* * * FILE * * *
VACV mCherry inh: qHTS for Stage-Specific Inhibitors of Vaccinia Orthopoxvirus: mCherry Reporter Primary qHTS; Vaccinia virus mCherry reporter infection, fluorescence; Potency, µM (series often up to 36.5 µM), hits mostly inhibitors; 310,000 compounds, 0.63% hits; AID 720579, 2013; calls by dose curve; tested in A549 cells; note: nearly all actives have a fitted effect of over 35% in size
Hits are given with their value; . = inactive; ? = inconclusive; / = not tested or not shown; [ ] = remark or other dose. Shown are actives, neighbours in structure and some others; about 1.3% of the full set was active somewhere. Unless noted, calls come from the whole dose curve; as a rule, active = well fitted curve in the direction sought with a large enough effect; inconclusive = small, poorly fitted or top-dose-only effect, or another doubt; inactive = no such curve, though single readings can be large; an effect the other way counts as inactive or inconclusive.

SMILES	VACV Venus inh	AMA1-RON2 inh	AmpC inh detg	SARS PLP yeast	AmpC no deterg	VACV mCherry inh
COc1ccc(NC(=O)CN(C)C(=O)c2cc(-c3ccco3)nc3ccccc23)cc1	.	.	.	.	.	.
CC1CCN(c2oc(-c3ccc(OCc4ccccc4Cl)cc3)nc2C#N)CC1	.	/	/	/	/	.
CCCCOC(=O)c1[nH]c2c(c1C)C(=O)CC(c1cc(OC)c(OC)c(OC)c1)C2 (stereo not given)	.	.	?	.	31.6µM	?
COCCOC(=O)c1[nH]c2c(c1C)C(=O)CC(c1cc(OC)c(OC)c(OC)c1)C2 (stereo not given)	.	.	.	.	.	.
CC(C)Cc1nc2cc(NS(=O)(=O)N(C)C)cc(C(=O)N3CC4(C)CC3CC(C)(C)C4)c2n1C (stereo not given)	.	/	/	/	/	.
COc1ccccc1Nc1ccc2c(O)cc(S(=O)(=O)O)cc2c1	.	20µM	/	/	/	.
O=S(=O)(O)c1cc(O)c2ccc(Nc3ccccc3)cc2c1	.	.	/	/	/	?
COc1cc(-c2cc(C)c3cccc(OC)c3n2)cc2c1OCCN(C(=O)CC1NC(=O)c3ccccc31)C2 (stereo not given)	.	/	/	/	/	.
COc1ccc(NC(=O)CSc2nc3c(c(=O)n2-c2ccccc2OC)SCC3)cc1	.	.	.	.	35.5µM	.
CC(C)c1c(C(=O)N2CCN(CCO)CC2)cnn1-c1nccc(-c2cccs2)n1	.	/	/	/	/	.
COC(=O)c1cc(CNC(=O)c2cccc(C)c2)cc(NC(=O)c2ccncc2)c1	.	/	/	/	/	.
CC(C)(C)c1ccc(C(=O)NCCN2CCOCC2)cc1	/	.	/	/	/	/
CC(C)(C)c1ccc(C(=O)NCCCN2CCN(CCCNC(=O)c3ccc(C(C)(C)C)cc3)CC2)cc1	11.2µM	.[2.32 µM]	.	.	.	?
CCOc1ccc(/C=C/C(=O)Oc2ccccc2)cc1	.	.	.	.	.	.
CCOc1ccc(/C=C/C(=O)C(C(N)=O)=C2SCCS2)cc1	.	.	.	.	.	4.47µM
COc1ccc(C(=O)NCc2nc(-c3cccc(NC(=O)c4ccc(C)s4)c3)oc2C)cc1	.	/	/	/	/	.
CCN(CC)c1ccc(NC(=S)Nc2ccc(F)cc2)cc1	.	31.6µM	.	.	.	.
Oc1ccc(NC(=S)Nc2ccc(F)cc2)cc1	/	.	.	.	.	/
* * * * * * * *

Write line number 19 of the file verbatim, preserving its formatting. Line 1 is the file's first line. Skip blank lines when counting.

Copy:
COc1ccc(C(=O)NCc2nc(-c3cccc(NC(=O)c4ccc(C)s4)c3)oc2C)cc1	.	/	/	/	/	.